"Is he as big as you are?"
Adam shrugged. "If the description's accurate, then yes, he is."
She mulled the story over in her mind for a moment and then condemned Ryan. "He stole it all right."
"Then you also believe Mama Rose is being naive?"
Genevieve stood up and began to pace around the room. "She has to have faith in Daniel Ryan, and you should let her."
"Why?" he asked.
"Because otherwise she would have to accept that she had been duped, and that's very difficult for anyone to admit. She would feel foolish and stupid, and blame herself. Yes, she would. She wouldn't be able to sleep worrying about it."
She turned at the window to look at him and knew by his expression that her outburst had been a bit extreme. She took a deep breath and tried to explain herself, "You must think it strange that I would become so passionate on your mother's behalf. It's just that she's such a good-hearted woman and it wounds me to think that anyone would take advantage of her. I wouldn't advise going after Daniel Ryan though, because it will only make matters worse."
"Why would it make matters worse?"
"Because in the end, it would be his word against hers."
"And you think that because he's a marshal, the law would be on his side?"
"Yes, of course," she replied. "It's naive to think otherwise. Ryan holds a position of power and influence over others, and if Mama Rose doesn't use her wits to figure a way to outsmart him, then all will be lost."
Adam stood up and came around the desk. "Tell me something. Did you use your wits to outsmart…"
He stopped in the middle of his question when Genevieve headed for the door.
"Don't run away. I'll stop prying into your personal life. I promise."
Her hand was on the doorknob, and he could tell from her frown that she didn't believe him.
"Your affairs are none of my business," he insisted. "I just thought I might be able to help."
"I don't need your help."
He leaned against the desk, folded his arms across his chest, and nodded. "Obviously not."
She took a step toward him. "It was very kind of you to offer. Please don't think I'm not grateful."
She visibly relaxed and moved closer.
"You smell like lilacs. I like it," he said.
She smiled. "Thank you," she said. "And thank you also for offering to help. It was very kind of you, but since I don't happen to have a problem, I don't need your assistance."
She wasn't a good liar. She couldn't quite look him in the eyes when she insisted she wasn't in trouble. He wouldn't challenge her though. He knew she'd head for the door again if he didn't agree with her.
"No," he said. "You don't have a problem, and you don't need help."
"Mama Rose doesn't need help either. She made all of us promise not to go after Ryan, but now that we know where he is, Cole's having a real hard time keeping his word."
"Where is the marshal?"
"About a hundred miles from here, in Crawford," he answered. "He lives in Texas, but he's working out of the office there while he rounds up a gang hiding out in the hills. Word has it, he's determined to take them back to Texas to stand trial."
"Couldn't one of you go to Crawford and have a little talk with him? I'm sure he'd give you the compass once he knows who you are."
Adam shook his head. "We have to wait until he brings it here because we promised we would. I figure he'll get around to it one of these days. Besides, the circumstances changed, and Cole's the only one who still wants to go after him."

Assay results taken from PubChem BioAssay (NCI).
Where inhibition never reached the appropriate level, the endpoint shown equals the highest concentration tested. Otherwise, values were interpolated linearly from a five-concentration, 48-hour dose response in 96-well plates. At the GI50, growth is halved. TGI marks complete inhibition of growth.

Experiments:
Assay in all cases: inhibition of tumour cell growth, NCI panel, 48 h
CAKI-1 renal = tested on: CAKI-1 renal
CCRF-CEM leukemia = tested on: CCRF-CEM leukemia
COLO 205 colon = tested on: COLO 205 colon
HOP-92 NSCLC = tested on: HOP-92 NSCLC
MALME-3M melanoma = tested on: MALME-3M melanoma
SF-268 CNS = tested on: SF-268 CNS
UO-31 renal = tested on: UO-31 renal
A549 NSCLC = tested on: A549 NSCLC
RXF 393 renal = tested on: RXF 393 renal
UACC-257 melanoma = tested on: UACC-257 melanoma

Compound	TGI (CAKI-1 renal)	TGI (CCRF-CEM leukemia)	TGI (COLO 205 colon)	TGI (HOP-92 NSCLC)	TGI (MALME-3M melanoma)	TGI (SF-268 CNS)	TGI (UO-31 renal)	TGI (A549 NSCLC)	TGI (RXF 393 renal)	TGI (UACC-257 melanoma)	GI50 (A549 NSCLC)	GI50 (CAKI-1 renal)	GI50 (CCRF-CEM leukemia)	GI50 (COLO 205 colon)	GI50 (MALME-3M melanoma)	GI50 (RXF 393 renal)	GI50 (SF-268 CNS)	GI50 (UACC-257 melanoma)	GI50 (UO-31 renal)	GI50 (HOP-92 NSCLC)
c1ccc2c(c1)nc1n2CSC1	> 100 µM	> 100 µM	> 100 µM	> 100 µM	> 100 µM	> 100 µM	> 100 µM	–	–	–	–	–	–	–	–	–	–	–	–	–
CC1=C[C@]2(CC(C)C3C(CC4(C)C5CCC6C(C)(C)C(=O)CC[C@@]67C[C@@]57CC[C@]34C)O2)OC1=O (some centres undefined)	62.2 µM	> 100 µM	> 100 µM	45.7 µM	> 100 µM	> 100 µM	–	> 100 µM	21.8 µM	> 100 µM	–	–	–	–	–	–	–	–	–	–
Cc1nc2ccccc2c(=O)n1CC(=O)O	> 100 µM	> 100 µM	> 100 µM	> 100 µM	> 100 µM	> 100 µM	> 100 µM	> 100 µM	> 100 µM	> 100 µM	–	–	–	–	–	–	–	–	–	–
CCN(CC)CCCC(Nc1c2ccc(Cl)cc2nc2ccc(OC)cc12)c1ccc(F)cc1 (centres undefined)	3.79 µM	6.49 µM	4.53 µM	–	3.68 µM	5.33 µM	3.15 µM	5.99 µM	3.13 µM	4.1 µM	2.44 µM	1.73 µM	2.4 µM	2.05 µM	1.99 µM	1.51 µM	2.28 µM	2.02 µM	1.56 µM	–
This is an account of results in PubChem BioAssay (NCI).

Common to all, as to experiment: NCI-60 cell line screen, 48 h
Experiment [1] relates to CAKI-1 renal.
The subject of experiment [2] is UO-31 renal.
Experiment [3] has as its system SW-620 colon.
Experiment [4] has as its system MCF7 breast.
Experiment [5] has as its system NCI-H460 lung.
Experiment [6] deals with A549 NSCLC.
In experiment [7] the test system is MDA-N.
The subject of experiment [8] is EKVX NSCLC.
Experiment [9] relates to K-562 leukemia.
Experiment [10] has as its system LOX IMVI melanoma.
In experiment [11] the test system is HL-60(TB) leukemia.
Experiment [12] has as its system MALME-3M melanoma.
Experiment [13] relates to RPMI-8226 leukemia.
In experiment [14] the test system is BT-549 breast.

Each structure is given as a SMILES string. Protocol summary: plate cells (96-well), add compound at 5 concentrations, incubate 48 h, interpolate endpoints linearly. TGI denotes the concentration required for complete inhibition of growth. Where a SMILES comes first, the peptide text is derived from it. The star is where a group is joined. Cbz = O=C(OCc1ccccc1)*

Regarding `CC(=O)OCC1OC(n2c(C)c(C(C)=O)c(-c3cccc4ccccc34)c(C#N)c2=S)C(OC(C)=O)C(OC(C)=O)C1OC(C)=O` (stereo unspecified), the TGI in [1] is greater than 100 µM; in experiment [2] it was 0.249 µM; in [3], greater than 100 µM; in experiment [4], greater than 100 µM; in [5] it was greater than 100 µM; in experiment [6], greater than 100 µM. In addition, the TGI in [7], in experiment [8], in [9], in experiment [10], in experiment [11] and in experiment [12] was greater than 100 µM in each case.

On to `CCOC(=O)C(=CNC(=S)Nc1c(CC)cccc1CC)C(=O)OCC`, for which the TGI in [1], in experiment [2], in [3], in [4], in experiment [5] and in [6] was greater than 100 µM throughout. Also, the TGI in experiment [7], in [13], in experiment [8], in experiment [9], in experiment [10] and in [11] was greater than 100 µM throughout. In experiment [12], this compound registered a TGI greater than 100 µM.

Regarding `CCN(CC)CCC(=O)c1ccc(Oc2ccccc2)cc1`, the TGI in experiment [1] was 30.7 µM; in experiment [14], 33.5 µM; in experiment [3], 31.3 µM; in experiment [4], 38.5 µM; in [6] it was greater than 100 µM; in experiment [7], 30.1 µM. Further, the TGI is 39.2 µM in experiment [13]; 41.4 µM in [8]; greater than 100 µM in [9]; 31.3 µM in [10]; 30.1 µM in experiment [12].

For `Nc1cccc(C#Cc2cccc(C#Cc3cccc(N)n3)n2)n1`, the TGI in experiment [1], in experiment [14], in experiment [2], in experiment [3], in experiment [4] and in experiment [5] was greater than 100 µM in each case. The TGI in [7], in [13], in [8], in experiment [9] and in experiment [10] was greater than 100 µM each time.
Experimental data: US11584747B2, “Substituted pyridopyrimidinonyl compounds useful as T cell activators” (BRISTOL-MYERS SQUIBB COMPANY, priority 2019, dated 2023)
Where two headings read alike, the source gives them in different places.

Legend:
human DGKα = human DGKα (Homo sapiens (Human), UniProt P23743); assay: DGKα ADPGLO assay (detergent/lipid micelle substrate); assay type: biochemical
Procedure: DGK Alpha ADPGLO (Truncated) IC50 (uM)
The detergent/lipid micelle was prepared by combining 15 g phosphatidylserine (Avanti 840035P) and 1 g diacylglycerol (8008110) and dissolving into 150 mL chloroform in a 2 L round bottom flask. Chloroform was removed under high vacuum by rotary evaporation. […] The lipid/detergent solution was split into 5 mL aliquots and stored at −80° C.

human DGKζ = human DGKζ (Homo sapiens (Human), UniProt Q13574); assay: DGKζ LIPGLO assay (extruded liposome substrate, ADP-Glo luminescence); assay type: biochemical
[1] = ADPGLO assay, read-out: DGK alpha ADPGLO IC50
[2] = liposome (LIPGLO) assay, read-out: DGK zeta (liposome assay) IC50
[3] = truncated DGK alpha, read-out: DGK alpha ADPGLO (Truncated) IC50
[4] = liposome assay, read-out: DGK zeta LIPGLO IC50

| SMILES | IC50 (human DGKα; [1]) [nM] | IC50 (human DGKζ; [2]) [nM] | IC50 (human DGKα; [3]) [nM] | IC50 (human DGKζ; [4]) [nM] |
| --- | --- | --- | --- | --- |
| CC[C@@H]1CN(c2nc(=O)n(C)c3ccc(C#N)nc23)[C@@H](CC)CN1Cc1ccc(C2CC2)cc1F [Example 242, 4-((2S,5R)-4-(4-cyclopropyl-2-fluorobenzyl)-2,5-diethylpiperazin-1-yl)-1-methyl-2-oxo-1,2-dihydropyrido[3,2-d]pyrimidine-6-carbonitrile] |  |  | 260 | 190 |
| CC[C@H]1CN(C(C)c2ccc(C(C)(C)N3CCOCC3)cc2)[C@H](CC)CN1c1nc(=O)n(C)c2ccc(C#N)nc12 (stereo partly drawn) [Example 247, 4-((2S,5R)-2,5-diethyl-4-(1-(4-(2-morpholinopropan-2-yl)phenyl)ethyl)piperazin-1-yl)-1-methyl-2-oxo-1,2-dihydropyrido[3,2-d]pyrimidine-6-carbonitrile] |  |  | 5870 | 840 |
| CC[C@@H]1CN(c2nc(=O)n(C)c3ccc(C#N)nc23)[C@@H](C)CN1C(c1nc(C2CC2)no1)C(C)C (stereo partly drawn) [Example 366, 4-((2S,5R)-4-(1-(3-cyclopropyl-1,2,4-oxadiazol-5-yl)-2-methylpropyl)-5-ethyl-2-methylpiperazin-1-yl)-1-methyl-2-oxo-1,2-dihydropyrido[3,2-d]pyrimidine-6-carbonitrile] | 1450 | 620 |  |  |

"How did the circumstances change?"
"Ryan saved Travis's life."
She was astonished. "Tell me what happened."
He told her the story of Travis's encounter with the O'Toole brothers. "They ambushed him, shot him in the back. If Ryan hadn't gotten there when he did, Travis would never have made it."
"I wish you had mentioned this earlier," she said. "I have to revise my opinion now. Why, he probably didn't steal the compass at all. The man proved that he's honorable by coming to Travis's rescue. Shame on you, Adam, for making him out to be guilty."
The sparkle in her eyes told him she was teasing. She really was a beautiful woman, and that smile of hers was doing crazy things to his heartbeat. He found himself wondering what she would feel like in his arms. If he kissed her the way he wanted to, he knew he'd shock her sensibilities, but that didn't stop him from thinking about it.
"You made him out to be guilty."
Her remark jarred him out of his daydream. "I what?"
She repeated her statement. He shook his head. "I did no such thing. You drew your own conclusions before I could give you all the details."
She burst out laughing. "I got all riled up for nothing. I won't worry about Mama Rose any longer. I've taken up too much of your time. You're needed outside," she reminded him. She glanced back at the map once again. "You should take the map out of the frame. Your mother doesn't want you to give up on your dreams, and neither do I. You should see all the wonderful places you've read about before it's too late, and if you ever find your way to Paris, be sure to look me up."
She turned to leave. He didn't know what compelled him to do it, but he grabbed hold of her hand and pulled her back.
"You're going to France?"
"Yes. My grandfather lives there, and he's all the family I have left now."
"When will you leave?"
"In a couple of days."
The news that she would be going so far away bothered him, and he couldn't understand why. He should be happy to be rid of her, shouldn't he? And now that he thought about it, why hadn't he been elated when she'd told him she couldn't marry him? He had intended to say those very words to her.
Adam knew he wasn't making any sense, and that made him angry. He immediately let go of her hand and watched her walk away.
Then he got up and went back to work. His involvement with Genevieve Perry was over.